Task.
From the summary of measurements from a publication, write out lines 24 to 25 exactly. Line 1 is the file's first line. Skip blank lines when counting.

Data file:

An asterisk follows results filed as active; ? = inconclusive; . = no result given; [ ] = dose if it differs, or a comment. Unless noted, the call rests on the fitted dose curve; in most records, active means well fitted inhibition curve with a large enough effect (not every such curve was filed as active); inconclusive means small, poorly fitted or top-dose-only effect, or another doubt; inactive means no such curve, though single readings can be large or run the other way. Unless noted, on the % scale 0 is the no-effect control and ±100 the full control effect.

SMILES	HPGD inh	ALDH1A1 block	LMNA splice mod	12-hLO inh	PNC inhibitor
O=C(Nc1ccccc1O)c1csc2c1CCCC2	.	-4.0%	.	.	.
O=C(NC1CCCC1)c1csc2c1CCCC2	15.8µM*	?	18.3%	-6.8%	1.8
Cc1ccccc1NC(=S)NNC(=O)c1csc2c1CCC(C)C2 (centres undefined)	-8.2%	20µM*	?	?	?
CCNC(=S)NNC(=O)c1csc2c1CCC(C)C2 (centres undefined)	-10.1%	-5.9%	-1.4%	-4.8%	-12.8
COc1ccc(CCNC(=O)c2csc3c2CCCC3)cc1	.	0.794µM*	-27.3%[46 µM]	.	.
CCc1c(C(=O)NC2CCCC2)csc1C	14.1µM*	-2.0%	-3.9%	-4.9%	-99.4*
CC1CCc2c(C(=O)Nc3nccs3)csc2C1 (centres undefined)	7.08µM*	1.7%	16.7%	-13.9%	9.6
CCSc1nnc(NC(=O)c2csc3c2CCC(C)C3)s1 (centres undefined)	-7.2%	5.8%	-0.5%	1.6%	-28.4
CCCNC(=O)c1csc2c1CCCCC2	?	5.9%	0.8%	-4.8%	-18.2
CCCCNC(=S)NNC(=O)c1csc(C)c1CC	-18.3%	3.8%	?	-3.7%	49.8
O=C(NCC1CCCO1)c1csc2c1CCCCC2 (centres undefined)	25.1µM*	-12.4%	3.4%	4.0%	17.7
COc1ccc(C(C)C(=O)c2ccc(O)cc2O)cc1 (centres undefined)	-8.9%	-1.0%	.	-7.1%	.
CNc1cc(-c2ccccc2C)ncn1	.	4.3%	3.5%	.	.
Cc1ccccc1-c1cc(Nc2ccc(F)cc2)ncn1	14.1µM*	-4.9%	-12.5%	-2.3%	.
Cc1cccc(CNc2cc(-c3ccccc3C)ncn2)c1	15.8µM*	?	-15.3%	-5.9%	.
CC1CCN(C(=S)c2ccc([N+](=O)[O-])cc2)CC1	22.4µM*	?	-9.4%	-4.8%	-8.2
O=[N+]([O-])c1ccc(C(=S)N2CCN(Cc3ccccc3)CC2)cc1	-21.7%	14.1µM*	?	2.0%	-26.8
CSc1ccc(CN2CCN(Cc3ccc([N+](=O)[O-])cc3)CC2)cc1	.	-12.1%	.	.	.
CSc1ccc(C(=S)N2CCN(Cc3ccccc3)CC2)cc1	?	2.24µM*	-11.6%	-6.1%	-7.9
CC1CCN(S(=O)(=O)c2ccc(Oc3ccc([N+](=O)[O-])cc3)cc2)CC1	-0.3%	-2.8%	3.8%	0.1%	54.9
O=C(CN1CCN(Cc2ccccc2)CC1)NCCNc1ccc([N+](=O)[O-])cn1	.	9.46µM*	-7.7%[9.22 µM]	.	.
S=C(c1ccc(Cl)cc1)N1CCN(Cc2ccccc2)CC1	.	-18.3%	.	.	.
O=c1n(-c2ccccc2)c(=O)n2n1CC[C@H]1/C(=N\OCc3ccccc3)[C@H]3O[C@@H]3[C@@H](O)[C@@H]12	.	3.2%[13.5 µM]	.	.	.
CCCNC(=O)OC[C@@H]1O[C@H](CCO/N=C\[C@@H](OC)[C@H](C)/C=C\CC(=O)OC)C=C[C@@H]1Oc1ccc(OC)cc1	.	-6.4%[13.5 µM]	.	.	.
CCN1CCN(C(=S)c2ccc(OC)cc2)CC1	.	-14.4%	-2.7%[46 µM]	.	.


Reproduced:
S=C(c1ccc(Cl)cc1)N1CCN(Cc2ccccc2)CC1	.	-18.3%	.	.	.
O=c1n(-c2ccccc2)c(=O)n2n1CC[C@H]1/C(=N\OCc3ccccc3)[C@H]3O[C@@H]3[C@@H](O)[C@@H]12	.	3.2%[13.5 µM]	.	.	.